Thursday, February 21, 2008

Ang Lee vs. Cheri Caffaro

As I watched Ang Lee's Lust, Caution, my mind turned to the 1972 exploitation film The Abductors, starring Cheri Caffaro as private investigator Ginger McAllister. Like the other films in the Ginger series, The Abductors uses the detective genre as an excuse for writer-director Don Schain (Caffaro's husband at the time) to combine sex and bondage in equal parts.

The Abductors, not a good film, features a ring of sex slavers who kidnap cheerleaders. Ginger and her cohorts enlist one of Ginger's young female friends to go undercover and get kidnapped by the slavery ring. After she is raped by the gang leader, however, the undercover agent gives information against the good guys. No torture is required for this purpose, just slow, persuasive sex.

Somehow Ginger's crew, which includes both men and women, wins anyway. At the end, the undercover agent apologizes for having betrayed her own team. Don't worry about it, say the magnanimous victors. And there are no hard feelings.

I was struck by two aspects of this dramaturgy. First, and most obviously, the sexual politics that underlie this plot are unusually retrograde, and would have seemed so even before the women's movement gathered steam. Schain assumes, probably without intending controversy, that a woman will naturally be unable to withhold information from a man who makes love to her effectively. No one in the film questions this.

Second, having established these caveman ground rules, the film uses them generously. It would have been easy, even normal, for the film to cast away the sex-addled undercover agent after her capitulation. But Schain never considers this option: the agent continues to fight on the side of justice, and does not lose her status as one of the good guys. Good nature is not the province of any one ideology.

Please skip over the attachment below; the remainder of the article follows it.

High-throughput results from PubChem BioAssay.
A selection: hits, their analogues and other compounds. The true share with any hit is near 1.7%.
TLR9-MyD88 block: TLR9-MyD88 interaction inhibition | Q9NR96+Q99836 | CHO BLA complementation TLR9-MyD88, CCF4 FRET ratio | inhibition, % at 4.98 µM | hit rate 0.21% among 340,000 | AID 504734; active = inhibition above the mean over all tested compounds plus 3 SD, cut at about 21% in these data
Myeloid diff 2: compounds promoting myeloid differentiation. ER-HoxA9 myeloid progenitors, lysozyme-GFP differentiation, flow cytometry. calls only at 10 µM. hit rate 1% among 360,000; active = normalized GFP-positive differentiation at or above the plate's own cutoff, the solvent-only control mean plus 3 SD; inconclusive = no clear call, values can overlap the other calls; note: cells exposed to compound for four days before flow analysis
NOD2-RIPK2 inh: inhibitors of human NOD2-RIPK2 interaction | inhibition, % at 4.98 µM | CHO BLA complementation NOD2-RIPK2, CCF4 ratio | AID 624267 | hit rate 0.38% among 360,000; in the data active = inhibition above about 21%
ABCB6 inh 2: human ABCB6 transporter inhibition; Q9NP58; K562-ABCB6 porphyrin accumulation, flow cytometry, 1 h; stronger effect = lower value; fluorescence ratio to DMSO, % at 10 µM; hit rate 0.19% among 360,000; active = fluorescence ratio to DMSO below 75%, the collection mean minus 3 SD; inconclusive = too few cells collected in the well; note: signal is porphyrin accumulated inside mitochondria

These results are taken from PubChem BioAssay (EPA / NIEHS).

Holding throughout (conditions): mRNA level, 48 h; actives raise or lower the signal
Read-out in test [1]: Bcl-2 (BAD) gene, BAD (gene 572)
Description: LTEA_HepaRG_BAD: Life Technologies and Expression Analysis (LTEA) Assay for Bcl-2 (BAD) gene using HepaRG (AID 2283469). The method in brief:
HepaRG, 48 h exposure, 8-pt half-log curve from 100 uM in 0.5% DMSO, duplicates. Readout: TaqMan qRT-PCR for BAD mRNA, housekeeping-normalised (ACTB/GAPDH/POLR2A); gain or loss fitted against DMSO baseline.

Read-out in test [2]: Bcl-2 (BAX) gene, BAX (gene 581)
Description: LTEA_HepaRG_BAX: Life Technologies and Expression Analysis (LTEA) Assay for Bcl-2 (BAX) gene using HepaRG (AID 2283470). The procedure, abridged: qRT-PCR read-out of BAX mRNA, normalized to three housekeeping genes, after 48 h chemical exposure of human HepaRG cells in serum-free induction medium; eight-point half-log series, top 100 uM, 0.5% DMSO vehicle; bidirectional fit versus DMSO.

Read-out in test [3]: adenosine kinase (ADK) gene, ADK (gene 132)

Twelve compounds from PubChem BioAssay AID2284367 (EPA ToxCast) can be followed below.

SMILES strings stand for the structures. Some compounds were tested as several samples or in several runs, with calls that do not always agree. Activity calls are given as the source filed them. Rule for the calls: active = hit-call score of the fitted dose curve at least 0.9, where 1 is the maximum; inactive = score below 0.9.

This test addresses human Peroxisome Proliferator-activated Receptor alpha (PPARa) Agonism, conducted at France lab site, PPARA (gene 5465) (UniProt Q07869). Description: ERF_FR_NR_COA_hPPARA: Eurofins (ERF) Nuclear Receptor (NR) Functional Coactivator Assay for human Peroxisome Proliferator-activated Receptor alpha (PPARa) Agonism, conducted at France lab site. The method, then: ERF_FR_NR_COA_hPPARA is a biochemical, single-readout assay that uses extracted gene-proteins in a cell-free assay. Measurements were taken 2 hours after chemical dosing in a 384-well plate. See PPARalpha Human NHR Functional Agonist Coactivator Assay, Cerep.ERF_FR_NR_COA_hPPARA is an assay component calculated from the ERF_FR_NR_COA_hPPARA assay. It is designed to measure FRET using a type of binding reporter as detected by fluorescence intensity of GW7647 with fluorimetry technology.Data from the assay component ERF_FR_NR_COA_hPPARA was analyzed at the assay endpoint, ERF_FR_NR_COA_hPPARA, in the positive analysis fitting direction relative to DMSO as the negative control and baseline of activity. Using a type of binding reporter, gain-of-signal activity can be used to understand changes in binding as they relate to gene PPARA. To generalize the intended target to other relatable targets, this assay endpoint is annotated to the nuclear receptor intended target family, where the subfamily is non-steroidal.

Lust, Caution uses almost the same plot. Here too, the undercover heroine's betrayal (much more costly than in The Abductors) does not alienate the filmmakers' sympathies, and the woman's betrayed comrade smiles his understanding at her. However, Lust, Caution announces itself as a tragic love story, whereas The Abductors is pretending to be an ensemble adventure film. By the rules of his chosen form, Schain is working against genre expectations; Lee and his writers are merely in compliance with their genre.

Otherwise, I can't see that Lust, Caution mined much more complexity from this concept than The Abductors did.


Anonymous said...

Interesting...I've always wondered at the reverse, too...why men uniformly engage in compromising pillow talk with the women whose job it is to get information from them. It might be a gender-neutral trope.

Dan Sallitt said...

I guess I could imagine a movie that sex-reverses the Lust, Caution story. Most likely, though, it wouldn't sex-reverse the power imbalance in the relationship - if it did, it would become more of an oddball movie.

I actually think that Lust, Caution would have been better off if it had embraced and elaborated its political incorrectness. Catherine Breillat would have eaten this project for lunch - except that she wouldn't have wanted to end the sex battle with a capitulation.

Pillow talk strikes me as a slightly different movie convention. The woman wins by stealth, not by domination.